Original Medicare Gaps And Fees
Original Medicare doesn't cover all of your health care expenses. Find out how Medicare Supplement plans can help pay for the gaps and fees associated with Medicare Part A and B, known together as Original Medicare.
Original Medicare, which is made up of Medicare Part A and Part B, covers some, but not all of your medical expenses. It leaves some gaps in coverage, which could leave you paying considerable medical expenses out of pocket without Medicare Supplement Insurance (Medigap).
Keep reading to learn more about the limits of Medicare and how Medigap can help.
What Medicare Doesn’t Cover
Medicare Part A, or hospital insurance, covers inpatient hospital care, hospice care, skilled nursing facility care and some home health services.
Medicare Part B, or medical insurance, covers most medically necessary outpatient care, preventive care, ambulance services and durable medical equipment.
Although Medicare covers a lot, it was not designed to cover all possible Medical expenses. Some services Original Medicare explicitly does not cover, include:
- Most prescription drugs
- Routine dental, vision, hearing or foot care
- Cosmetic surgery
- Long-term care
- Custodial (personal) care
- Emergency care outside of the U.S.
- Non-medical services
For a more detailed list of exactly what Medicare will and will not cover, use this guide.
Keep in mind that even if Medicare covers a test, item or service, it likely doesn't cover it 100 percent. Below is a list of some of the common costs associated with Original Medicare.
Costs Under Part A
Most people don’t pay a premium for Medicare Part A (sometimes called “premium-free Part A”) if you’ve worked and paid payroll taxes in the U.S. for 40 quarters. If you do not qualify for premium-free Part A, you can purchase it for up to $505 a month in 2024.
Beyond monthly premiums, Part A also comes with deductibles and copayments for covered services. Your costs under Part A include:
- A $1,632 deductible per benefit period in 2024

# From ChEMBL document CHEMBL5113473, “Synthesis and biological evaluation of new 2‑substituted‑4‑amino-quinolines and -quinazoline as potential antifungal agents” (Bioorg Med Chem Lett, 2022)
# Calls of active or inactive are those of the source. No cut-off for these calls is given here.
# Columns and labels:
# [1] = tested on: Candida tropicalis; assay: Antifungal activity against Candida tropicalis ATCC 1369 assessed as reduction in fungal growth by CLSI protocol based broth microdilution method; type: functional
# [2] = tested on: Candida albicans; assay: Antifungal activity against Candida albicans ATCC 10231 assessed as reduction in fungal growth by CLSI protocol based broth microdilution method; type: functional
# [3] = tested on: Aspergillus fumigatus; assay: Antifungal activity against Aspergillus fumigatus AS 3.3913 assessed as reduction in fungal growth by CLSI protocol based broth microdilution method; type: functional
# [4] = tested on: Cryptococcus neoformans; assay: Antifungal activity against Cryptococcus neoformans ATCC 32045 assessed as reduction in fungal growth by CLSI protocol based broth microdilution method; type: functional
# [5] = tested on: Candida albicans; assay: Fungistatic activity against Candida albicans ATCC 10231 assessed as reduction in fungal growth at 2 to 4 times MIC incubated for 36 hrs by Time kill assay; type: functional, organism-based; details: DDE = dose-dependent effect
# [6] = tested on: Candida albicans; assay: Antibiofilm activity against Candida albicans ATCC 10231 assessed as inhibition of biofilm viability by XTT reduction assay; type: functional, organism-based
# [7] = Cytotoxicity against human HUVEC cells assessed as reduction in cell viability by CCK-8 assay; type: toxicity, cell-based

- $0 coinsurance for days 0-60 in the hospital
- $408 coinsurance for days 61-90 in the hospital
- $816 coinsurance per day after 90 days in the hospital until you use up your 60 “lifetime reserve days”
- All hospital costs once lifetime reserve days are depleted
Costs Under Part B
Unlike Medicare Part A, you pay a monthly premium for Medicare Part B. The standard premium amount is $174.70 in 2024, although some people may pay more based on income.
Others may pay less due to a Social Security cost of living adjustment. In addition to the premium, Part B includes an annual deductible and coinsurance for most covered services.
Your costs under Part B in 2024 include:
- A $240 deductible each year
- 20% coinsurance for most covered services (once your deductible is met)
Medicare Supplement Insurance
To help cover some of these costs, people with Original Medicare can purchase Medicare Supplement Insurance, also known as Medigap.
Medigap plans are sold by private insurance companies to help cover some of the out-of-pocket costs of Original Medicare. There are 10 standardized plans in most states, labeled A, B, C, D, F, G, K, L, M and N.
Important: Plan F and Plan C are not available to beneficiaries who became eligible for Medicare on or after January 1, 2020.
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Medicare Supplement Benefits
Part A coinsurance and hospital coverage
Part B coinsurance or copayment
Part A hospice care coinsurance or copayment
First 3 pints of blood
Skilled nursing facility coinsurance
Part A deductible
Part B deductible
Part B excess charges
Foreign travel emergency
|Medicare Supplement Benefits||A||B||C*||D||F1*||G1||K2||L3||M||N4|
|Part A coinsurance and hospital coverage|
|Part B coinsurance or copayment||50%||75%|
|Part A hospice care coinsurance or copayment||50%||75%|
|First 3 pints of blood||50%||75%|
|Skilled nursing facility coinsurance||50%||75%|
|Part A deductible||50%||75%||50%|
|Part B deductible|
|Part B excess charges|
|Foreign travel emergency||80%||80%||80%||80%||80%||80%|
* Plan F and Plan C are not available to Medicare beneficiaries who became eligible for Medicare on or after January 1, 2020. If you became eligible for Medicare before 2020, you may still be able to enroll in Plan F or Plan C as long as they are available in your area.+ Read more
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